From their conception, the TOP-100 and TOP-200 models were designed and produced for flexibility with enhanced performance that would give customers a competitive edge. The NC control for these machines, completely developed by Tornos-Bechler, was unrivalled as an information tool and revolutionized turned parts production procedures on a global scale.

1985

Expanding the line to cover all applications

 

Tornos introduces the ENC 75, ENC 163, ENC 167 and ENC 264 with diameters from 1 to 26 mm to fully meet the market requirements with regard to batch and mass production of both simple and complex parts.

 

These machines are backed by the strength and experience of more than 110 years of continuous supply of over 100,000 machines to all parts of the world.  40,000 of these machines are still in production today!

1996

The DECO 2000 was born!

 

Resolutely facing the future, Tornos crosses a new frontier with the birth of the DECO 2000.  Linked around a new generation of NC control called the PNC DECO with TB-DECO programming software and adapted kinematics, the Deco 2000 produces up to 20 parts per minute.

1997

How to manufacture more?

 

The meet global productivity demands, Tornos came to the conclusion that the answer was to allow the finishing of several bars at the same time.

 

With six (SAS 16.6) or eight (BS 20.8) bars simultaneously machined, Tornos’ new range of cam operated lathes turns out a number of parts inconceivable for single spindle lathes: up to 100 parts per minute with two pick-up (counter) spindles!

 

These multispindle automatics feature exceptional rigidity and unbelievable reliability. They are the perfect answer to the extremely demanding requirements of mass production.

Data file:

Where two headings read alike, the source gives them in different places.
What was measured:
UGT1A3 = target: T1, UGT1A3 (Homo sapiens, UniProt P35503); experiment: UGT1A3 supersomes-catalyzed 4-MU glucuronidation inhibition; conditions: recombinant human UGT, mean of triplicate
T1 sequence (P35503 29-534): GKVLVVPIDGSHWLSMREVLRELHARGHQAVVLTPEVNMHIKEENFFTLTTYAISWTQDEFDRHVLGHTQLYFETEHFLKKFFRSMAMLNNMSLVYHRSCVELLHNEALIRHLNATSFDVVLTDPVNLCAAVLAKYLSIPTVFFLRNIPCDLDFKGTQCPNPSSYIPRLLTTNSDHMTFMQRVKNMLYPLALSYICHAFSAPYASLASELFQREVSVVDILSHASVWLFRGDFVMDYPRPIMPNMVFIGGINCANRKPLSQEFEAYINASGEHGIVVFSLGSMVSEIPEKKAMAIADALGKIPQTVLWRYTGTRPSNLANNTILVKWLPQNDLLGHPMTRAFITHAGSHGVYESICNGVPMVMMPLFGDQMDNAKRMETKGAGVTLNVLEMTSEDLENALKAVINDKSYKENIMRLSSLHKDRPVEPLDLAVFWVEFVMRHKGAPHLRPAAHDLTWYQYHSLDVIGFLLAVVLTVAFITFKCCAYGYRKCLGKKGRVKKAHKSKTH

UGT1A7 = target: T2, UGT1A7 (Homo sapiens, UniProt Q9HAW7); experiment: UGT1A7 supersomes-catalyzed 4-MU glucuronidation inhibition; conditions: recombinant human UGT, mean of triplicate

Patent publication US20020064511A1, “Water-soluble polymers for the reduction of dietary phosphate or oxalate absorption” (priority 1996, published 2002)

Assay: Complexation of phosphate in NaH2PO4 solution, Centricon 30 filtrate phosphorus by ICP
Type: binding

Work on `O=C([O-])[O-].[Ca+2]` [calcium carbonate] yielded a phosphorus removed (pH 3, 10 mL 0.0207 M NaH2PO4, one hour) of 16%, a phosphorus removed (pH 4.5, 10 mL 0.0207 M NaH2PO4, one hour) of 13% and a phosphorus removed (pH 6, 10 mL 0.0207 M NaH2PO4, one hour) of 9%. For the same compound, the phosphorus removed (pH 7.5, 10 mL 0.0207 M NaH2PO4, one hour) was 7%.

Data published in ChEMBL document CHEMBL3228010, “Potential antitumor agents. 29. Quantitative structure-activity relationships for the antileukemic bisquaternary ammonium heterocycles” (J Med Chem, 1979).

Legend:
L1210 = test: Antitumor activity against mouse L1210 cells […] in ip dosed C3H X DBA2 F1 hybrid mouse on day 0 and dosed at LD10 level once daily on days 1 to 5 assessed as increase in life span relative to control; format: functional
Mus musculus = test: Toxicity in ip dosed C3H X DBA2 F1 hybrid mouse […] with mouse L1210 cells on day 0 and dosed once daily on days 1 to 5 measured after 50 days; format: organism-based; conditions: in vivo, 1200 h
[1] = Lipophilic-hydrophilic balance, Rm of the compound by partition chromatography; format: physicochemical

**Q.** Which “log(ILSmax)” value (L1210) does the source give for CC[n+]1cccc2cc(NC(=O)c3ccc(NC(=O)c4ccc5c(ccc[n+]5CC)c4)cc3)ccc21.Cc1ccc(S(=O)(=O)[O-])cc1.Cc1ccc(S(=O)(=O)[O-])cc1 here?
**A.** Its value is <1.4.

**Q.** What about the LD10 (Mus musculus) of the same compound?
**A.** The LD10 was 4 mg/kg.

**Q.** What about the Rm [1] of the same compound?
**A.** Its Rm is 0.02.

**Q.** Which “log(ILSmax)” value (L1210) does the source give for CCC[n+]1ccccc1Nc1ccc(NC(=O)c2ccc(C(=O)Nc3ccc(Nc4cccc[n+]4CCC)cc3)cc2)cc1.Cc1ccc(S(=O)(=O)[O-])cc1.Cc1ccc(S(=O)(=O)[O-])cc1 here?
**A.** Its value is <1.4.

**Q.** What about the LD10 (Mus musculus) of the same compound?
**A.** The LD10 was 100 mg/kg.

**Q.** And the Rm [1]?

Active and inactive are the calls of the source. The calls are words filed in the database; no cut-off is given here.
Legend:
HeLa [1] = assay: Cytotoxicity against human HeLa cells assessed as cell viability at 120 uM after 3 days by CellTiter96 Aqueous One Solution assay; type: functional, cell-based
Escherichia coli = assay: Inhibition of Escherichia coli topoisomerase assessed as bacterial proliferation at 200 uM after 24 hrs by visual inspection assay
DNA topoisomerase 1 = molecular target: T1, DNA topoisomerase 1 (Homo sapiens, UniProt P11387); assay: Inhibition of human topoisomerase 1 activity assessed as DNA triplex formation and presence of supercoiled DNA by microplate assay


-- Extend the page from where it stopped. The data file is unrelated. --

2005

How to manufacture more?

 

In 2005, Tornos unveiled its new range of single-spindle turning machines, the Deco Sigma line, developed to produce workpieces of simple to average complexity, better than ever before.

 

Of course, these evolutionary changes have also been applied to multi-spindle turning machines, with the MultiDECO 20/6be now capable of reducing the production costs of simple components, when compared to a classic MultiDECO unit.

 

In contrast to the MultiDECO 20/6be, the MultiDECO 32/6c and MultiAlpha 8x20 machines were launched to tackle very complex workpieces.

 

Another contributing factor to the success of Tornos is advancement in the TB-DECO software which enabled mixed programming of single-spindle and multi-spindle units based on the same logical approach. The "TB-DECO ADV" expansion pack makes TB-DECO more powerful, more accessible, and much faster.

2007

TORNOS, the Original Swiss Turning Machine manufacturer, is hard at work focusing on solutions that meet precise individual needs, both in terms of technology and in terms of price/quality ratio. 

2008

In 2008, Tornos began offering a line of high precision machining centers.